- Continuing education/higher education courses
- Classroom courses
- Online courses
- Distance-learning courses, whether led by a 'live' instructor or online
- Multimedia training
- Formal training courses offered by your local PMI Chapter.
It is strongly recommended that you choose to attend training that is given by a Registered Education Provider (REPs). REPs are training providers who have been evaluated and reviewed by PMI. You can have confidence that the content is appropriate and relevant. You'll also know that the training has been officially approved by PMI.
There are REPs all around the world and they offer courses both through face-to-face and distance/online modes, so however you prefer to study, you can find your PMP 35 hours in a convenient and cost-effective way.
How to get 35 contact hours for PMP free
Did I say cost-effective? How about free? You can even build up your hours at no cost to you. First, check again to see if you can dredge up any more certificates for courses you have done in the past. That investment has already been spent so you may as well get credit for it if you can. A tip is to go through your past performance appraisals as your training for the year is often recorded in there. It's amazing how much you can forget from one year to the next!
If you can't use previous training as a way to boost your free PMP contact hours then here are two other ways that you can achieve your training hours for free if you don't already have enough formal project management education.
1. Employer programs: As long as the content can be logically mapped to the project management knowledge areas then you can count courses, seminars and workshops put on by your company. As you attend these as part of your day job they are free.
2. PMI Component programs: PMI Chapters, Communities of Practice and PMI itself offer training sessions that can count towards your PMP contact hours for free.
Both of these options can give you formal project management education to record for your PMP application – and you don't have to pay for them!
Paid-for PMP training options
Free is good, but you may not be able to fulfill all the requirements with free hours. The only other choice available to you is to pay for online or classroom training.
You already have experience of classroom training, even if you have to remember way back to your school days, so I'll talk a bit more about online learning as this is a newer learning option. It's also one that is growing incredibly fast. Researchers expect the market for corporate online learning to grow 13% per year, and with 77% of companies offering online learning to their staff it's highly likely that you will take an online course at some point in your career.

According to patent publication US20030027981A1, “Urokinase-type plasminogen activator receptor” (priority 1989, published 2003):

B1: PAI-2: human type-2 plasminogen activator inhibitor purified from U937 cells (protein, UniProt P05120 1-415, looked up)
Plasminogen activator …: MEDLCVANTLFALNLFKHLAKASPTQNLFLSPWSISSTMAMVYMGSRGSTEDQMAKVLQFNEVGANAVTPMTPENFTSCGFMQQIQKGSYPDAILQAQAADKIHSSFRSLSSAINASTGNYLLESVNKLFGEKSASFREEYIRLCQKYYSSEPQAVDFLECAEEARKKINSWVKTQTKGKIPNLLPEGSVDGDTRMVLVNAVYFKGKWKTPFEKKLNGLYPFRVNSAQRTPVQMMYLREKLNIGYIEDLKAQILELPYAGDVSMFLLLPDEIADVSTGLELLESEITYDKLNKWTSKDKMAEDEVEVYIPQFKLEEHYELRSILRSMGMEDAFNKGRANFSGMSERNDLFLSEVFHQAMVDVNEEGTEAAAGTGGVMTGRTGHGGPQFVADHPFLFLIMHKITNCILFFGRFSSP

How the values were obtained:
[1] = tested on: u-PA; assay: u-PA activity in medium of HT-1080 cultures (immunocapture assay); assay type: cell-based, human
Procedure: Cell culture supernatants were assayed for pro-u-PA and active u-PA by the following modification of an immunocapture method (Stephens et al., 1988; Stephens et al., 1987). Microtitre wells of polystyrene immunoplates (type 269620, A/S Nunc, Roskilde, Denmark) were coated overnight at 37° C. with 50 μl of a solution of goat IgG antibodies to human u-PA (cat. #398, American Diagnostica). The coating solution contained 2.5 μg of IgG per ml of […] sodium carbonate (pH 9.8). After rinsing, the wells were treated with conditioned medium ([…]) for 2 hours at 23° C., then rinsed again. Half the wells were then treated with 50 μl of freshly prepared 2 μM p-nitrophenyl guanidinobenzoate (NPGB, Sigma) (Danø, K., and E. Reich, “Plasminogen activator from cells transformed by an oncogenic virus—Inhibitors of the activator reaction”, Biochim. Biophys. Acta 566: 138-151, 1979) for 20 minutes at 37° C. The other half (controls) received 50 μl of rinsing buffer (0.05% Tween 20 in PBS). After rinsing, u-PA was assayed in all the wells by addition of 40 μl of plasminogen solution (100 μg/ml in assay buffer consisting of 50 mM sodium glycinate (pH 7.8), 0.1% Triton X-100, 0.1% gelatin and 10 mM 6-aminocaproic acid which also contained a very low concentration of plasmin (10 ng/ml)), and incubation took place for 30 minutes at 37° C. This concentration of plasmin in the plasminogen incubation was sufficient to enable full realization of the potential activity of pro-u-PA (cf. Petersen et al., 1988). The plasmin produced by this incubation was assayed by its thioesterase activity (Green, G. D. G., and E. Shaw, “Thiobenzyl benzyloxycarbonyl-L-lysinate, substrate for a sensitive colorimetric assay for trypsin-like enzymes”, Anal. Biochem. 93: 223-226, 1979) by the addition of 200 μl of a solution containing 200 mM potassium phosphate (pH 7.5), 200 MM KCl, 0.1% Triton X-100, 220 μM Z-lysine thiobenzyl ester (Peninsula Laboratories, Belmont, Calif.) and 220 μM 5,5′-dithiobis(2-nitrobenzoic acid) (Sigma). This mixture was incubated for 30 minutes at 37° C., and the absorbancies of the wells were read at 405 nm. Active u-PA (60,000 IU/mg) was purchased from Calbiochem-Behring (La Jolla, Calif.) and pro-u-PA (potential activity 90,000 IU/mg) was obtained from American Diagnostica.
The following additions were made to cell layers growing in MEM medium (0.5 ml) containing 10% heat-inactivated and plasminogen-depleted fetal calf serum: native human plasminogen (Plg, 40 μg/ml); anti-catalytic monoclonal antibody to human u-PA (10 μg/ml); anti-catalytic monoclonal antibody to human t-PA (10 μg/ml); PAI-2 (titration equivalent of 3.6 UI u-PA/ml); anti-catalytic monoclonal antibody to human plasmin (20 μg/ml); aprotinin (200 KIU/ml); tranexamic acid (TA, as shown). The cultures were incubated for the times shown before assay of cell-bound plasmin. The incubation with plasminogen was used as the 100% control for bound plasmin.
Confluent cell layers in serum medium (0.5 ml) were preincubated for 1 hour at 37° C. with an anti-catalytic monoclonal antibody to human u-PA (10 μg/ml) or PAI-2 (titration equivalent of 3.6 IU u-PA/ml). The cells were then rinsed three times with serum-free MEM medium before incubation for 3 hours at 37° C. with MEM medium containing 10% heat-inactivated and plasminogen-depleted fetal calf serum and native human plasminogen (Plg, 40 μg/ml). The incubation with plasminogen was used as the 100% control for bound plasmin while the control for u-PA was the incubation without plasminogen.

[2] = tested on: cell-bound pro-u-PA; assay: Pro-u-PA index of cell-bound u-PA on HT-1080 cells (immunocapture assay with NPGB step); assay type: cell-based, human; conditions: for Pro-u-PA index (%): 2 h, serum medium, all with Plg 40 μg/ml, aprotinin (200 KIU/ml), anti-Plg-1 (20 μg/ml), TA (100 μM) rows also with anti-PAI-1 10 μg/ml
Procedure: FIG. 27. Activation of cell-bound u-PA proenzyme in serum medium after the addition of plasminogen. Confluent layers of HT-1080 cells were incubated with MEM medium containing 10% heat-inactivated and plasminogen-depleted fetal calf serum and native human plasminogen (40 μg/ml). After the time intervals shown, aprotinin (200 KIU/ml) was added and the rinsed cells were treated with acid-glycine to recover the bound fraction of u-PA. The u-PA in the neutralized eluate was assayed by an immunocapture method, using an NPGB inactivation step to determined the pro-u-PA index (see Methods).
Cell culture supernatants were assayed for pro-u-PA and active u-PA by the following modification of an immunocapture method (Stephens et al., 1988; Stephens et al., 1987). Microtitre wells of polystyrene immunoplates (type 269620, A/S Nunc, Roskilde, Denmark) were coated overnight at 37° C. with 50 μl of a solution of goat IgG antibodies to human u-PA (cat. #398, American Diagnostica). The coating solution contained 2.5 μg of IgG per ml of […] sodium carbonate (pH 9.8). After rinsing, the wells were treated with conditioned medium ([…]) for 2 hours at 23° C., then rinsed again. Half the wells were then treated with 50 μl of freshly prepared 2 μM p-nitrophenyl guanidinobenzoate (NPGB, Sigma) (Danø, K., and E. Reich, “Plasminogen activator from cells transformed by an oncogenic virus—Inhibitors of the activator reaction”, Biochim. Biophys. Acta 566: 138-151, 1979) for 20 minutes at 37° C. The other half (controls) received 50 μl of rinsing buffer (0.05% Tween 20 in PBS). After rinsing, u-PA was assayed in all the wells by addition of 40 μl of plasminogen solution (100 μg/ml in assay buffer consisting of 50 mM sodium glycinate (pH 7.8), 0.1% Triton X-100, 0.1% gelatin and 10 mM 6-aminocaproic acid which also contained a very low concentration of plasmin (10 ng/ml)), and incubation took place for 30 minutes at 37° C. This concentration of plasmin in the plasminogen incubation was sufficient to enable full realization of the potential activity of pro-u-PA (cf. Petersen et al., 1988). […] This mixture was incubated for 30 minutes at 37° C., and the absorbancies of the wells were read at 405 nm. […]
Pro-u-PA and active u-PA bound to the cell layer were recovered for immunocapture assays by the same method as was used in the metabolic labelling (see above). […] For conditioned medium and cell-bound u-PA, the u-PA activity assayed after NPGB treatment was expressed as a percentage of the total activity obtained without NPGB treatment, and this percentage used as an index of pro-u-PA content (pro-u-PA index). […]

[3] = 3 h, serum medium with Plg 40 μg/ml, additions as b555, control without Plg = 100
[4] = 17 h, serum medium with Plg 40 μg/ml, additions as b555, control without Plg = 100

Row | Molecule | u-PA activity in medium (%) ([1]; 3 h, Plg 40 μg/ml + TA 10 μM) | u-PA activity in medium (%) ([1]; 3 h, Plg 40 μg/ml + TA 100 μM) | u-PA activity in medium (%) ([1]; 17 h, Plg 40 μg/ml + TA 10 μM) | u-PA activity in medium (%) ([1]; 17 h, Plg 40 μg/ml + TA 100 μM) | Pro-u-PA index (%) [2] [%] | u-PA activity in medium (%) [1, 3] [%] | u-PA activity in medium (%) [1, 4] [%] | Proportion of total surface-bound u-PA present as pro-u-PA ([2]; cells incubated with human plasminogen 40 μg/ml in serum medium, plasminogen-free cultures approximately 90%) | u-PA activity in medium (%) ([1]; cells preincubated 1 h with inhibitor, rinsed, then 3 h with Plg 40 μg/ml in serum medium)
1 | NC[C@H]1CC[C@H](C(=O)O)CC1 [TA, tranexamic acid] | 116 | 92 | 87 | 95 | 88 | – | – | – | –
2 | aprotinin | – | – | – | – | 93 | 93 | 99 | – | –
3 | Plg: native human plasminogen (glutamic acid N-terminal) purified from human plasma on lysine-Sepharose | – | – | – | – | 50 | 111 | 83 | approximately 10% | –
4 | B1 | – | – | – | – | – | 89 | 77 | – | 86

How can I get the 35 contact hours online?
There are a number of online and distance learning providers who can offer you the PMP 35 hours online complete courses or courses that will contribute to your training requirement.
Look for courses that:
- Provide a complete PMP course so that you don't have to worry about making up the hours with other training
- Are available to download immediately so you can get started straight away
- Provide video lessons, as this is a convenient and easy format for learning
- Provide audio lessons, as this offers a great alternative to videos when watching a screen isn't convenient, such as when you are driving or preparing a meal
- Allow you to download the video and audio lessons to your phone, tablet and computer, so that you can play them whenever and wherever you are
- Gives you sample exam questions because taking the PMP exam is the reason you are doing this course, so you need to practice for the exam as well as learn the concepts!
- Offered by trusted education providers who ensure that they provide training materials that meet high quality standards.
PMP Online Training or Classroom? Which is better?
This is a really difficult question to answer because there is no single answer that is applicable for everyone. Let's consider the pros and cons of PMP online training and classroom training.
- Very flexible, meaning you can study at any time, making use of your commute, for example.
- You can access them from anywhere on any device as they are very portable.
- Normally cheaper (sometimes a lot cheaper!) than classroom courses.
- You have to be self-motivated.
- You have to find your own support network as you aren't in the classroom with others.
These are often called PMP 'boot camps'.
- The trainer is right there to ask if you have problems.
- The class environment can help to keep you motivated.
- They normally happen in a compressed period of time e.g. a week so you complete the course quickly.
- Classroom courses only happen on a fixed schedule so they are less flexible.
- Normally more expensive than online courses as the training company has to pay the venue and the trainer.
- You need to take time away from work to complete the course.